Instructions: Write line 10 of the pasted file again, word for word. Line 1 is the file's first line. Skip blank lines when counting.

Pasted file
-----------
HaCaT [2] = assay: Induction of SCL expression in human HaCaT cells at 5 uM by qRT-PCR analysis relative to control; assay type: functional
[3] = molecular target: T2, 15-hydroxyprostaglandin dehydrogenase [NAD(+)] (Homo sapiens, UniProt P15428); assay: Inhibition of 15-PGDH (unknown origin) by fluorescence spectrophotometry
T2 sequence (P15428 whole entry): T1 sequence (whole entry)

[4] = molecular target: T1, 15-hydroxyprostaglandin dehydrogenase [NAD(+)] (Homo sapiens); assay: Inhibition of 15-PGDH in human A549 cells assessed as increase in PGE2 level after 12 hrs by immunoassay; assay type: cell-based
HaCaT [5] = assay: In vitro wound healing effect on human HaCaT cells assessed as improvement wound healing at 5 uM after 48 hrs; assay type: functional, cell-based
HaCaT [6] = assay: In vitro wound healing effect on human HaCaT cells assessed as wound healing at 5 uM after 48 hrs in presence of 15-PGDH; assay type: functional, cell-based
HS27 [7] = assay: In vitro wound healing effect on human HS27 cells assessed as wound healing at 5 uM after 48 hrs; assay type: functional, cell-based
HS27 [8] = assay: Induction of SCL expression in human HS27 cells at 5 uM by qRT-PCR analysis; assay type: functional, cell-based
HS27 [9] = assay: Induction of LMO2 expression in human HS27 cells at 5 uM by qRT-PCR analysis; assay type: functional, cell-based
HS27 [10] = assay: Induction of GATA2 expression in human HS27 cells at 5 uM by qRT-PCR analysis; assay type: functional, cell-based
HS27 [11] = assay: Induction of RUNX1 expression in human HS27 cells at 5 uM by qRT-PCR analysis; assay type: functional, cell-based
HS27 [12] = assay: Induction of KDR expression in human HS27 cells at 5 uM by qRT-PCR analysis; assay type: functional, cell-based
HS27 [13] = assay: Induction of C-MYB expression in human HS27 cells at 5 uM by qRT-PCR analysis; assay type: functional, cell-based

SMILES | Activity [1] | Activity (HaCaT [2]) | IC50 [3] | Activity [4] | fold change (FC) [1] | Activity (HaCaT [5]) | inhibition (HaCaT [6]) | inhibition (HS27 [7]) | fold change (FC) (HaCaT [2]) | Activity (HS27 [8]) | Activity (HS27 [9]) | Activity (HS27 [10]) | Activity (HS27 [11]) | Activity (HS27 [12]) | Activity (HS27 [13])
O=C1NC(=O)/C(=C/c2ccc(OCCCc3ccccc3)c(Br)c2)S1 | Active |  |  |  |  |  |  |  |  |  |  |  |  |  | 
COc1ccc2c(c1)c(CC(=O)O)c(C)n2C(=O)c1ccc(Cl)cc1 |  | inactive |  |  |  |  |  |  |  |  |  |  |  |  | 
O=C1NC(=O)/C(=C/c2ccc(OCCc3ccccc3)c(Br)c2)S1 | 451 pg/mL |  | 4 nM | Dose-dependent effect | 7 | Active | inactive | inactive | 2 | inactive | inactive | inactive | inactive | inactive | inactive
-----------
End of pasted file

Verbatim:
HS27 [10] = assay: Induction of GATA2 expression in human HS27 cells at 5 uM by qRT-PCR analysis; assay type: functional, cell-based